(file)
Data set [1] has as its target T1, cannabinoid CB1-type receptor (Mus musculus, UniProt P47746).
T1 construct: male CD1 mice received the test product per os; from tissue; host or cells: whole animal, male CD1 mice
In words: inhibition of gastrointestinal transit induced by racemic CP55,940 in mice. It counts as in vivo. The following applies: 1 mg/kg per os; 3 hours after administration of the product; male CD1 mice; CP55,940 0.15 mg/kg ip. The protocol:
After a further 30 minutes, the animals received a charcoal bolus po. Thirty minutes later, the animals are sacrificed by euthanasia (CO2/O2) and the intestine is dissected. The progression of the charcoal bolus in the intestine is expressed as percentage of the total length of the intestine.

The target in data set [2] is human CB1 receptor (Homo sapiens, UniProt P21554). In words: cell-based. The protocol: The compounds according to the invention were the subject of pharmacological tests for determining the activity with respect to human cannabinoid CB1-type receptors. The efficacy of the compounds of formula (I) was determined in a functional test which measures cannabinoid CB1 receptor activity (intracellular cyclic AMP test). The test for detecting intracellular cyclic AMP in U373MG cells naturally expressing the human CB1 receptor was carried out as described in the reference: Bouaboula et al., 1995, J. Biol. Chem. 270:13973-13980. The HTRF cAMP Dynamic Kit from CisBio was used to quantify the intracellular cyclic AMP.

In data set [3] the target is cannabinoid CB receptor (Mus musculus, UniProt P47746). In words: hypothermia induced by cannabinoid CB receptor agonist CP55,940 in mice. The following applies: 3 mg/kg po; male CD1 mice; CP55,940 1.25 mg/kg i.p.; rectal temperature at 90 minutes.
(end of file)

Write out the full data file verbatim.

Data set [1] has as its target T1, cannabinoid CB1-type receptor (Mus musculus, UniProt P47746).
T1 construct: male CD1 mice received the test product per os; from tissue; host or cells: whole animal, male CD1 mice
In words: inhibition of gastrointestinal transit induced by racemic CP55,940 in mice. It counts as in vivo. The following applies: 1 mg/kg per os; 3 hours after administration of the product; male CD1 mice; CP55,940 0.15 mg/kg ip. The protocol:
After a further 30 minutes, the animals received a charcoal bolus po. Thirty minutes later, the animals are sacrificed by euthanasia (CO2/O2) and the intestine is dissected. The progression of the charcoal bolus in the intestine is expressed as percentage of the total length of the intestine.

The target in data set [2] is human CB1 receptor (Homo sapiens, UniProt P21554). In words: cell-based. The protocol: The compounds according to the invention were the subject of pharmacological tests for determining the activity with respect to human cannabinoid CB1-type receptors. The efficacy of the compounds of formula (I) was determined in a functional test which measures cannabinoid CB1 receptor activity (intracellular cyclic AMP test). The test for detecting intracellular cyclic AMP in U373MG cells naturally expressing the human CB1 receptor was carried out as described in the reference: Bouaboula et al., 1995, J. Biol. Chem. 270:13973-13980. The HTRF cAMP Dynamic Kit from CisBio was used to quantify the intracellular cyclic AMP.

In data set [3] the target is cannabinoid CB receptor (Mus musculus, UniProt P47746). In words: hypothermia induced by cannabinoid CB receptor agonist CP55,940 in mice. The following applies: 3 mg/kg po; male CD1 mice; CP55,940 1.25 mg/kg i.p.; rectal temperature at 90 minutes.